Unless you know someone with autism or work with autistic children or adults, you most likely do not know how to interact with someone who has autism. Or, you probably do not have the slightest clue what autism is.
Autism is a mental condition, present from early childhood, characterized by difficulty in communicating and forming relationships with other people and in using language and abstract concepts. The condition can vary in severity, with children who are able to speak and communicate mildly to children who cannot verbally communicate at all.
Autism can take over a child, teen or adult’s life by becoming more than a condition – by becoming a lifestyle and a label. The condition can limit a person’s entire life by affecting their motor and verbal skills.
Why is this important if autism does not influence you personally? Well, because it might one day. 1 in 68 children are identified as having autism spectrum disorder. The prevalence of autism in the United States keeps growing as the years go on. The cause? No one knows yet, but I promise it’s not as bad of a thing as it may seem.
My brother is severely autistic. He began showing signs of autism during his early years of childhood when my parents realized he was not advancing like a normally functioning child. He is severely autistic, meaning he cannot verbally communicate with us besides limited syllables. He understands everything, he laughs at jokes and he is more than a vegetable in the room- he is a human. But, some people honestly forget that just because he cannot communicate or speak.
I do not know my brother any other way. I would not want him any other way. He is Jesse! I only lived seven months without him, for which I do not even remember. But, what I do remember is the 20 years that have made me into who I am today because of him.
Autism may challenge you and make you wonder, “Why can’t my brother tell me about his day? Why can’t he tell a joke?” Autism may have you hopeless, feeling depressed over the fact that your brother will never get married or live on his own. Your brother will never be able to function fully by himself. He will never be able to walk across a stage and graduate or receive his college degree. He will never work a real job or own a house. But, I will tell you what autism is.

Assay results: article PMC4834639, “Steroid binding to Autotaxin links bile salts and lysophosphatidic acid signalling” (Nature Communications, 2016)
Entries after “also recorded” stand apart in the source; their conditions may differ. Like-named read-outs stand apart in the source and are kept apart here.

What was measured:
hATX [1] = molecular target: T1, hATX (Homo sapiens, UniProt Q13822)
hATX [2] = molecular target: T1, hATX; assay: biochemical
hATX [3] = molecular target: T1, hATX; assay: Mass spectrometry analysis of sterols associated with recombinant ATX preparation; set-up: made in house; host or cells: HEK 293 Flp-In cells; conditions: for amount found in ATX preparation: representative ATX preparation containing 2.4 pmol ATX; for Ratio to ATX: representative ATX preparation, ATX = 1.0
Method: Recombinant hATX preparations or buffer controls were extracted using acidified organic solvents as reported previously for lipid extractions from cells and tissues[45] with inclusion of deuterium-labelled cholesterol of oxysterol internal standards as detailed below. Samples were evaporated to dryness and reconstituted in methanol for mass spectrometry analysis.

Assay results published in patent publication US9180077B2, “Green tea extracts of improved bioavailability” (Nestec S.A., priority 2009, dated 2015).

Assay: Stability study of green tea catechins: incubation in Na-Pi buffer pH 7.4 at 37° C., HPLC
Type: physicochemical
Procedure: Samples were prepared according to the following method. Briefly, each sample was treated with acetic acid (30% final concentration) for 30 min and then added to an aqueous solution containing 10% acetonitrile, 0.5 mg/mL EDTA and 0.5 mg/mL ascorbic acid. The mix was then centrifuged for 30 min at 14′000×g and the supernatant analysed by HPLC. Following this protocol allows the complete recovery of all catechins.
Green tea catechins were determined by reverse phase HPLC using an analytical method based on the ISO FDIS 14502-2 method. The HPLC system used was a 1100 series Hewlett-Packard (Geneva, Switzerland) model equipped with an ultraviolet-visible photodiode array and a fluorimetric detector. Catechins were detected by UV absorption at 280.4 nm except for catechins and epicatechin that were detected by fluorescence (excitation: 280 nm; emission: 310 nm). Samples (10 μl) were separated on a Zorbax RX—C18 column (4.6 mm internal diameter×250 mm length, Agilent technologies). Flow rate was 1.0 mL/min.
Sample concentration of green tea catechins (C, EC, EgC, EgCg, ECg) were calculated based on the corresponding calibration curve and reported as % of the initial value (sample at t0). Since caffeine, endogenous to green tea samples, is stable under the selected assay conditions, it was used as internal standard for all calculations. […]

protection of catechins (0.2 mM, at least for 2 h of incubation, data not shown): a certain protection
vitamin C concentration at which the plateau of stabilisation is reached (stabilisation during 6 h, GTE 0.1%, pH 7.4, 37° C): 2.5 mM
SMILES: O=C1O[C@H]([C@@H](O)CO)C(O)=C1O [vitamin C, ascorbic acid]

Autism is patience. Autism is kind. Autism is optimism. Autism is acceptance.
I have learned to never, ever in my life begin to think negatively of someone because they have a disability. Having an autistic brother has taught me to be the best version of myself for him. He is happy, all the time. All the time is an understatement. He is loving. He will smile or hug anyone, no matter what mistakes they have made or what their past leads to. He inspires me every day to love, smile and laugh like tomorrow is not guaranteed.
You may feel better about yourself for making fun of a child with autism, but I feel better about myself knowing that I have the privilege to know a child with autism. He has taught me, with no words, more than anyone ever will in my life. It is your loss if you choose to stoop down to that level.
Autism has taught me to live fearlessly, lovingly and happily. Autism matters. Let it touch your life like it touches mine every day. Support Autism this month and every month. To donate to Autism Speaks, visit https://www.autismspeaks.org/